Learning from a legend
When Justin Hiltner ’14 went to a Saturday afternoon workshop with Béla Fleck in The Roost, he had a question to ask. Hiltner had been learning Bach’s “Suite for Unaccompanied Cello.” He wanted advice on hand positioning, and Fleck had covered the piece on his album Perpetual Motion.
Not only did Fleck answer the question, but the banjo legend then went a step further: he invited Hiltner to a private lesson at Swasey Chapel before that evening’s Vail Series performance. So for 30 minutes last Saturday, Hiltner studied one-on-one with Fleck, and he walked away with a simple plan to master the fret board.
“He gave me an exercise involving scales and their respective modes,” Hiltner said. “He laid out how to do it then said, ‘After you master this one in G major, do it in every key—major and minor. That should give you about a year’s worth of work.’ ”
“Just slightly mind-boggling,” Hiltner added.
So it was going to be that kind of day—the kind you don’t forget.
Fleck was on campus for his third Vail performance, this time with classy bassist Edgar Meyer and with the animated tabla drum guru, Zakir Hussain. But first, there was the afternoon workshop in The Roost.
Some students asked technical questions; others asked about performance or music history. All of them found the trio to be sincere in their answers and laid-back in their attitudes, even lobbing good-natured insults at one another.
Rob Flax ’10, who came into town just for the concert, asked about the formation of the group. “It makes sense that Indian and bluegrass, etc., could work together. But how do you go about pulling that off?”
“If you make your own rules, there’s no way to lose,” Fleck told him. “It’s all about expression. We make music we like.” He added, half-jokingly, that he and Meyer had worked together in the past, but they wanted to get Hussain on board in order to steal some of his material.
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While playing together, Fleck and Hussain visually check in with one another. Meyer said that the biggest chunk of his brain is always with his fellow musicians, not with his double bass, and Hussain said he had never put so much effort into learning to listen to others in a group until he began working with Meyer and Fleck.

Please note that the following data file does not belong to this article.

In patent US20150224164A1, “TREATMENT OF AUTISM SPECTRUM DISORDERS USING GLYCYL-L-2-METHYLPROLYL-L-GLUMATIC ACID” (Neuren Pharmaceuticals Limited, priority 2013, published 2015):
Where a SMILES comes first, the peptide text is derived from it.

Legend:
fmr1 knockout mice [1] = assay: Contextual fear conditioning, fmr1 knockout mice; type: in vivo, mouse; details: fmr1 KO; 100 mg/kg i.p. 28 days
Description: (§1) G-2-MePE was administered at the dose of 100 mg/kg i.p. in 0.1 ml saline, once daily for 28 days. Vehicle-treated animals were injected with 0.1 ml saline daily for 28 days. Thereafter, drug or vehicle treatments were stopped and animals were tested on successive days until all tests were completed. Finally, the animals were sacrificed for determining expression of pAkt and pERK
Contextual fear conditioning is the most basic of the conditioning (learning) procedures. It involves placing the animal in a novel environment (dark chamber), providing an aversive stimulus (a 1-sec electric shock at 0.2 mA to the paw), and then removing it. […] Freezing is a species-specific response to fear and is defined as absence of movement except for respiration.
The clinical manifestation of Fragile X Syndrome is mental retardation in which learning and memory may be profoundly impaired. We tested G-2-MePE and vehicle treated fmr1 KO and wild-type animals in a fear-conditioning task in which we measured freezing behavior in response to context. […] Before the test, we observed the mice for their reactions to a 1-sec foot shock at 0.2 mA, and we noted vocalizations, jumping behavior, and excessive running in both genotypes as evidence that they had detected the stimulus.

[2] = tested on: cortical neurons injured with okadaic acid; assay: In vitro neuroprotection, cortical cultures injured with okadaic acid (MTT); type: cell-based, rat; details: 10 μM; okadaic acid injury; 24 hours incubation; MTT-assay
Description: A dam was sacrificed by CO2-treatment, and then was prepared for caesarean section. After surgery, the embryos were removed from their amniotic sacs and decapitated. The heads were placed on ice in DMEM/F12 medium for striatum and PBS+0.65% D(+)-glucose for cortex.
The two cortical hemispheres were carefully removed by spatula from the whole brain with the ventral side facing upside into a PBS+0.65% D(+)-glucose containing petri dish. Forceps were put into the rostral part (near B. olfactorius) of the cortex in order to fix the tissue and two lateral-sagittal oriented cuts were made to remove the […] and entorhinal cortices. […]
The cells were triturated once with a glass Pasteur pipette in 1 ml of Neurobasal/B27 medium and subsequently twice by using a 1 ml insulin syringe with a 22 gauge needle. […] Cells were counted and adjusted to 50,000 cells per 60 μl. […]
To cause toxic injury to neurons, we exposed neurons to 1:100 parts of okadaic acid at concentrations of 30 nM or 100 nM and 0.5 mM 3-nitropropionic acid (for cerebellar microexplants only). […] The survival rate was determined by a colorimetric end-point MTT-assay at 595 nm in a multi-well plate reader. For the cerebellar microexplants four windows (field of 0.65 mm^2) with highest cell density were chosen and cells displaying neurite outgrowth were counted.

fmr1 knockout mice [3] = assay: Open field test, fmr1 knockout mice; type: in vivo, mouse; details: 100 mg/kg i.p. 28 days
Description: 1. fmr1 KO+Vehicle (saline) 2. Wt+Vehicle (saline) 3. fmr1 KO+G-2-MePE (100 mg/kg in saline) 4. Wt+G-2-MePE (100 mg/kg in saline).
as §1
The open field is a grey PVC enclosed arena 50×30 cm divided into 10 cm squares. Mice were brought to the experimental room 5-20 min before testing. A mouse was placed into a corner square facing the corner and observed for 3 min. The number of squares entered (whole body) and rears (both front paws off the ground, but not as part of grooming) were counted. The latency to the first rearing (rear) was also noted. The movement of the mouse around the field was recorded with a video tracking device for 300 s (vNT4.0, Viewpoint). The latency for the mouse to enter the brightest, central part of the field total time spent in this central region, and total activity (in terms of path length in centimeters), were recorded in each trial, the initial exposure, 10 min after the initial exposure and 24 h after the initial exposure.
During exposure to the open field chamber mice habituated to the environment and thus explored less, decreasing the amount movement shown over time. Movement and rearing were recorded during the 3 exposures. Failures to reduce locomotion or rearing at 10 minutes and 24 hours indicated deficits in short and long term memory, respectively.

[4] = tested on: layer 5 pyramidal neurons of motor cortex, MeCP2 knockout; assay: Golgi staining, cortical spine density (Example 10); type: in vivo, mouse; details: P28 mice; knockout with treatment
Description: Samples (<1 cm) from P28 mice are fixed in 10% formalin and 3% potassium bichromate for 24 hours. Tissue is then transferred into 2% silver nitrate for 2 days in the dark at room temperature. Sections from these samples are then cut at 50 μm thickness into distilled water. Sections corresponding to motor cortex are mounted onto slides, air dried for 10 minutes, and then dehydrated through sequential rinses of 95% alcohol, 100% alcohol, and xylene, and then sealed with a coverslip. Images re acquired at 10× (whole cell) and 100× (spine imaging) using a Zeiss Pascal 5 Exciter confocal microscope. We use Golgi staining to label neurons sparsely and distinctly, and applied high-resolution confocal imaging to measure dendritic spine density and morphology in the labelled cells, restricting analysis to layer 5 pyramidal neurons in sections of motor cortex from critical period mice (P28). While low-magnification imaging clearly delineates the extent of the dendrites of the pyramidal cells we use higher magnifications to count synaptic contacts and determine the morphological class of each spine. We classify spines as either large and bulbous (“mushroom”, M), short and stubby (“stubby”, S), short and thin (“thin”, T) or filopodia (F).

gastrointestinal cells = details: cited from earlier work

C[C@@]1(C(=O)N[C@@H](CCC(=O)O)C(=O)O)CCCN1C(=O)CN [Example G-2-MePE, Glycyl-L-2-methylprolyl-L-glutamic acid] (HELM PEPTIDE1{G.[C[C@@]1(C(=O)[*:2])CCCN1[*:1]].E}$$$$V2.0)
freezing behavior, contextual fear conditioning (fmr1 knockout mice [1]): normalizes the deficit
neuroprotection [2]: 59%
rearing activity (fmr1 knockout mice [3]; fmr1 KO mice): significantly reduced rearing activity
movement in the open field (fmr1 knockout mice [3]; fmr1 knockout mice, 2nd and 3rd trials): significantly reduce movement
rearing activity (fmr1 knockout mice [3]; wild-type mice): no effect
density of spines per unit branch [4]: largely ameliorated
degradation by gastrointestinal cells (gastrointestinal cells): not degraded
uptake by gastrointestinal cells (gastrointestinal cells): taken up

Fleck called this continuous adjustment to others in the group a “flexible metronome.”
“The best music is not metronomic,” he said. “There’s a lot of beauty in that motion.”
Later that night, after the workshop was over and Hiltner’s private session was done, Fleck, Meyer, and Hussain walked onto Swasey Chapel’s stage for the final performance of Vail’s 31st season and found themselves faced with a standing ovation from the audience—before they ever played a note.
“So that’s how it’s going to be,” Fleck quipped.
Each man was dressed as if trying to jibe with the personality of his instrument, from blue jeans to tux, but this unlikely combination of personalities and instruments fused beautifully as they played song after song, many of which were derived from The Melody of Rhythm, a concerto written by the three musicians.
And from the level of concentration in their facial expressions during the performance, it was easy to see that playing in this group requires skills that most of us can’t imagine.
After a while, listeners seemed to lean back and give up trying to categorize the tunes as bluegrass, jazz, world music, or classical, because the genres jumped and melded. Like beauty in motion, they defied being pinned down for long.
There was an encore, and two more standing ovations. Then the group left the stage, toweling the sweat from their faces, leaving their music to echo in our heads.